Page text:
Student-Athlete Employment Guidelines

What are the Student-Athlete Employment Guidelines?

If you intend to work at any time, including holiday and summer breaks, you are required by NCAA rules to sign a statement about your employment. Your first step should be to visit the DU Athletics Compliance Office (1st Floor-Mendel Hall). NCAA rules require Duquesne University to monitor student-athlete employment. Failure to abide by these rules could make you ineligible to participate in your sport.

The compensation you receive is subject to several rules, most importantly that it is only for work actually performed and at a rate communsurate with the going rate in that in that locally for similar services. These restrictions are in place to prevent a student-athlete from receiving a job or a form of compensation due in large part because of his or her reputation as an athlete at DU (NCAA Bylaws 12.4 and 15.2.6).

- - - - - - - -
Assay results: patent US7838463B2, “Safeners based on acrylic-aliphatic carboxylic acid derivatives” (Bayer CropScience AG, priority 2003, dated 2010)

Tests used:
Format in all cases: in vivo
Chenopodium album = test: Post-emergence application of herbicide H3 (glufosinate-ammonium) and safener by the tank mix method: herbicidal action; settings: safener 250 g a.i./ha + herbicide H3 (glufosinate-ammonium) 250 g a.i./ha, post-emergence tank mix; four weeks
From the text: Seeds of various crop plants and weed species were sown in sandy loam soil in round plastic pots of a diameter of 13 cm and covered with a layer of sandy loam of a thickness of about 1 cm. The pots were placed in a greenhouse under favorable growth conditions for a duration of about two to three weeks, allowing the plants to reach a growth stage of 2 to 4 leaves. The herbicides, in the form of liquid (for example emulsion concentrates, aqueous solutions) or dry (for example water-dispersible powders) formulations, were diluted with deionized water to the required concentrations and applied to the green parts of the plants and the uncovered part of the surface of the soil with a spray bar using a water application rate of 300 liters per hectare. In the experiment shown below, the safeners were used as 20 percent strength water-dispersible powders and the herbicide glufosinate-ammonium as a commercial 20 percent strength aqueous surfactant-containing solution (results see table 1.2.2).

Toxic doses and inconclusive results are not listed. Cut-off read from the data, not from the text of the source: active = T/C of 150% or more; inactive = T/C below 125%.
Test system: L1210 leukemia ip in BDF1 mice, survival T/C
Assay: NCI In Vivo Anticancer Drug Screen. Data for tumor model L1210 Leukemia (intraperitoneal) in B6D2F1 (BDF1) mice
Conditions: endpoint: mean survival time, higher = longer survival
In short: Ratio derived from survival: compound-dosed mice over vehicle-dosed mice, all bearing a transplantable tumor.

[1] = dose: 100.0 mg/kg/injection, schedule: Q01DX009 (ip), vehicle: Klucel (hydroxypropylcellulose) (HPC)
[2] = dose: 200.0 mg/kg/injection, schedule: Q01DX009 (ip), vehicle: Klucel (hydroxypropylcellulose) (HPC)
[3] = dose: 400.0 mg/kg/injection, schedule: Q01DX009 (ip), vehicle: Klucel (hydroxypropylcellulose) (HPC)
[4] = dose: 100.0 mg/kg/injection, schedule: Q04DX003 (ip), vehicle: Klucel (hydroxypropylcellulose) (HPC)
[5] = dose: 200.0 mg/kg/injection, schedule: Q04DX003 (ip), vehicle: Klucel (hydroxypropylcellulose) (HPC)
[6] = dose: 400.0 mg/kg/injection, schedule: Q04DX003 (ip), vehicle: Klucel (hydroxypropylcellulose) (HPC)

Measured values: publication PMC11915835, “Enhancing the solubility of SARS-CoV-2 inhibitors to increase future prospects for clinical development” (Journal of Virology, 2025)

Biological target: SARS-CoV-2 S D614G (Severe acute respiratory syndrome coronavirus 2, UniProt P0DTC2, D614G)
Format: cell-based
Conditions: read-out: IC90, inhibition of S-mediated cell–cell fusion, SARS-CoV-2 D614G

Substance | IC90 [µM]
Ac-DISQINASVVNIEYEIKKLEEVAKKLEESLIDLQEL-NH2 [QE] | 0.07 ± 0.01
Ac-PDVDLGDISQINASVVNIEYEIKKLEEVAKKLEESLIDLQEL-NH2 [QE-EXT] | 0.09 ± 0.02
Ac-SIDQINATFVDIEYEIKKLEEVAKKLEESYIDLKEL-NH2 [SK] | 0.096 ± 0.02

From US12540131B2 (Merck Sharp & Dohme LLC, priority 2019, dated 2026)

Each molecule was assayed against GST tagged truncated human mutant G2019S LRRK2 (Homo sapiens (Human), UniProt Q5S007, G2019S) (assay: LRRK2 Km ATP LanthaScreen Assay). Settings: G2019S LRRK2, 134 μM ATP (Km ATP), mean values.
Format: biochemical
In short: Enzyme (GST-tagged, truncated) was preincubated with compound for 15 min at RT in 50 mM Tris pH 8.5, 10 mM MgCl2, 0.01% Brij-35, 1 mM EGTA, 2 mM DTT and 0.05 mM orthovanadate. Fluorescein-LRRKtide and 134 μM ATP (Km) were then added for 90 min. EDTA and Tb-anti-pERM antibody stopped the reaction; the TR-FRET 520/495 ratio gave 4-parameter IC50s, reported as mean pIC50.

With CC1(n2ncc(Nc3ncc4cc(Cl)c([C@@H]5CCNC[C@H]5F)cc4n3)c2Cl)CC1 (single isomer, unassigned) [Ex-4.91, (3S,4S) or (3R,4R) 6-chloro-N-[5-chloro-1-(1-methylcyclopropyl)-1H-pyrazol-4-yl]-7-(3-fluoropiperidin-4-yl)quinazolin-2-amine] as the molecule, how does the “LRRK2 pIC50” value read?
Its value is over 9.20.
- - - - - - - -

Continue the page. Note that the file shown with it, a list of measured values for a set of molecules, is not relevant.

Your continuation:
All Duquesne student-athletes that are planning on being employed at some point during the academic year, should notify the Compliance Office to insure that the proper documentation is on file to fulfill eligibility requirements. You can download the Student-Athlete Employment Information Form from this site and submit it to James Alexander, Director of Compliance

Feel free to inquire about additional employment regulations pertaining to Camps/Clinics, Fee-For-Lesson Instruction and Athletics Equipment Sales in the NCAA Division I Rules Manual (Bylaw 12.4). Again, if you have any questions regarding student-athlete employment and its possible effects on your eligibility, contact the Compliance Office at (412)396-4917.